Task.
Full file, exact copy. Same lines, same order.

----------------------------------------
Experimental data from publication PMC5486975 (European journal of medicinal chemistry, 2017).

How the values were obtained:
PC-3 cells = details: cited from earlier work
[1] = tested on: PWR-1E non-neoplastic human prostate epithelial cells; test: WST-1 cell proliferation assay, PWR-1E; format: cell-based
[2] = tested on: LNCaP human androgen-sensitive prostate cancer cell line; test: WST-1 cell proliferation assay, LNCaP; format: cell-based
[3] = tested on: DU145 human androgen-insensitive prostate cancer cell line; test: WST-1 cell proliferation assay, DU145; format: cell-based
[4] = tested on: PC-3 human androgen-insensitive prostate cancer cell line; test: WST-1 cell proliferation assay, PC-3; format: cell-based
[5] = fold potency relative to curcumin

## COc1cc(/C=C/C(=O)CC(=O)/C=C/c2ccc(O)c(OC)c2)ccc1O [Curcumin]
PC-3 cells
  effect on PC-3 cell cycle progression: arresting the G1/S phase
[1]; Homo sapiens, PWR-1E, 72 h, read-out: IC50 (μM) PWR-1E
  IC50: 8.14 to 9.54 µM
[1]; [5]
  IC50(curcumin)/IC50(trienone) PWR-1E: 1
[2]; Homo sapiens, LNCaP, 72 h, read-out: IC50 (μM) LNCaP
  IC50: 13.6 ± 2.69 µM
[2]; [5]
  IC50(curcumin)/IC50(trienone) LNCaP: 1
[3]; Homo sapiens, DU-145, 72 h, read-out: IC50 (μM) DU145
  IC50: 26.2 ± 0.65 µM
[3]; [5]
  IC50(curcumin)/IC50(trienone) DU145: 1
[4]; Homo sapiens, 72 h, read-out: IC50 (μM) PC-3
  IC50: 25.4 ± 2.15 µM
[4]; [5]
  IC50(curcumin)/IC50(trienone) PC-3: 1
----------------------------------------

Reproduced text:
Experimental data from publication PMC5486975 (European journal of medicinal chemistry, 2017).

How the values were obtained:
PC-3 cells = details: cited from earlier work
[1] = tested on: PWR-1E non-neoplastic human prostate epithelial cells; test: WST-1 cell proliferation assay, PWR-1E; format: cell-based
[2] = tested on: LNCaP human androgen-sensitive prostate cancer cell line; test: WST-1 cell proliferation assay, LNCaP; format: cell-based
[3] = tested on: DU145 human androgen-insensitive prostate cancer cell line; test: WST-1 cell proliferation assay, DU145; format: cell-based
[4] = tested on: PC-3 human androgen-insensitive prostate cancer cell line; test: WST-1 cell proliferation assay, PC-3; format: cell-based
[5] = fold potency relative to curcumin

## COc1cc(/C=C/C(=O)CC(=O)/C=C/c2ccc(O)c(OC)c2)ccc1O [Curcumin]
PC-3 cells
  effect on PC-3 cell cycle progression: arresting the G1/S phase
[1]; Homo sapiens, PWR-1E, 72 h, read-out: IC50 (μM) PWR-1E
  IC50: 8.14 to 9.54 µM
[1]; [5]
  IC50(curcumin)/IC50(trienone) PWR-1E: 1
[2]; Homo sapiens, LNCaP, 72 h, read-out: IC50 (μM) LNCaP
  IC50: 13.6 ± 2.69 µM
[2]; [5]
  IC50(curcumin)/IC50(trienone) LNCaP: 1
[3]; Homo sapiens, DU-145, 72 h, read-out: IC50 (μM) DU145
  IC50: 26.2 ± 0.65 µM
[3]; [5]
  IC50(curcumin)/IC50(trienone) DU145: 1
[4]; Homo sapiens, 72 h, read-out: IC50 (μM) PC-3
  IC50: 25.4 ± 2.15 µM
[4]; [5]
  IC50(curcumin)/IC50(trienone) PC-3: 1